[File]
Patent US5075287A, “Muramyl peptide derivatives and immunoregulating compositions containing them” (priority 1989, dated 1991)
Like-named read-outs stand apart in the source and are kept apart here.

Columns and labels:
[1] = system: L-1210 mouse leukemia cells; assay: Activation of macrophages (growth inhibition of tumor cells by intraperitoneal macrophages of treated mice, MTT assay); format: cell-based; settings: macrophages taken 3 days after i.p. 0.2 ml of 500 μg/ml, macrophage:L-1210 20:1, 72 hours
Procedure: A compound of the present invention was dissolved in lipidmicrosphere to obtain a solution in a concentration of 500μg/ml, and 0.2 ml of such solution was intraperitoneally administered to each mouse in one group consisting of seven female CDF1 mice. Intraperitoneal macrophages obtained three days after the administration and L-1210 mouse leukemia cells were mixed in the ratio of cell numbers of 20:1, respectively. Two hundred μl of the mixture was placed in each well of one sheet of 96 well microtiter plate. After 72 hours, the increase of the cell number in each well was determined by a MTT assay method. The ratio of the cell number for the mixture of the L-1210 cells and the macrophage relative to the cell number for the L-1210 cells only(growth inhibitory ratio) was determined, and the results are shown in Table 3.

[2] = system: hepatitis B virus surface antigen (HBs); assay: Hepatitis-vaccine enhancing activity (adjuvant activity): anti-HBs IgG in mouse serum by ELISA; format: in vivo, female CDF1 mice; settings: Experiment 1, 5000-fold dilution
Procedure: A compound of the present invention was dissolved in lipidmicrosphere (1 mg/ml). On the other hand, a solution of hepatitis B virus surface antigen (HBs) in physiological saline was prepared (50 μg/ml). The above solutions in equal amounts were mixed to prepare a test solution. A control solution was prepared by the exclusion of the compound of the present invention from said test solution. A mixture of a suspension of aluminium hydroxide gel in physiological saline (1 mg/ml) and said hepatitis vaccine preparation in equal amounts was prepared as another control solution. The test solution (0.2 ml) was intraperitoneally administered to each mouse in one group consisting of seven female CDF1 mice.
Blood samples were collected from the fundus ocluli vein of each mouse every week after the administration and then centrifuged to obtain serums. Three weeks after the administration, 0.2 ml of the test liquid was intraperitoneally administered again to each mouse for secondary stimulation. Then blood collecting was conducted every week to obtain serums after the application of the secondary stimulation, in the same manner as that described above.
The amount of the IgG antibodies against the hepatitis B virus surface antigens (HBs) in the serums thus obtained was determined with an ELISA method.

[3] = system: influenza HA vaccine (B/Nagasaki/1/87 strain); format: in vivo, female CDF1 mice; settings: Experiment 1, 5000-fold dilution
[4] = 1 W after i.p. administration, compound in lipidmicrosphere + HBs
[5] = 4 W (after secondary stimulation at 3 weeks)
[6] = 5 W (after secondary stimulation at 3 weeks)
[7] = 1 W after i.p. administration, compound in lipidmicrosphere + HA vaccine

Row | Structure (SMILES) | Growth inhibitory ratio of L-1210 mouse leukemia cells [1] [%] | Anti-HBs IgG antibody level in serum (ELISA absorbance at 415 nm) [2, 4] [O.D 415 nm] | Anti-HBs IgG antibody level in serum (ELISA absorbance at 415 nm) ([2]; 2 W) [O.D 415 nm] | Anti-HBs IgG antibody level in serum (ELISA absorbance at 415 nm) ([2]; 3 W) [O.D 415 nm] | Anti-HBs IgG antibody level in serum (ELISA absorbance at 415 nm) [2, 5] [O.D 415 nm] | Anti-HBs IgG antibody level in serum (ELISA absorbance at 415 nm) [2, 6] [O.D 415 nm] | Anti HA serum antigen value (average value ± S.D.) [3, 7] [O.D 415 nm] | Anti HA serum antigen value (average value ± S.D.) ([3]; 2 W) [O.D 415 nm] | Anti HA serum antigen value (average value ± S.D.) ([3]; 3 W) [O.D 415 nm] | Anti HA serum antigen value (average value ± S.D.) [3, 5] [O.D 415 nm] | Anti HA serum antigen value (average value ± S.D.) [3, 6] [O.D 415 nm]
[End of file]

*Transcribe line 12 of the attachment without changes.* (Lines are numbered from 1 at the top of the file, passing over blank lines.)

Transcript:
[5] = 4 W (after secondary stimulation at 3 weeks)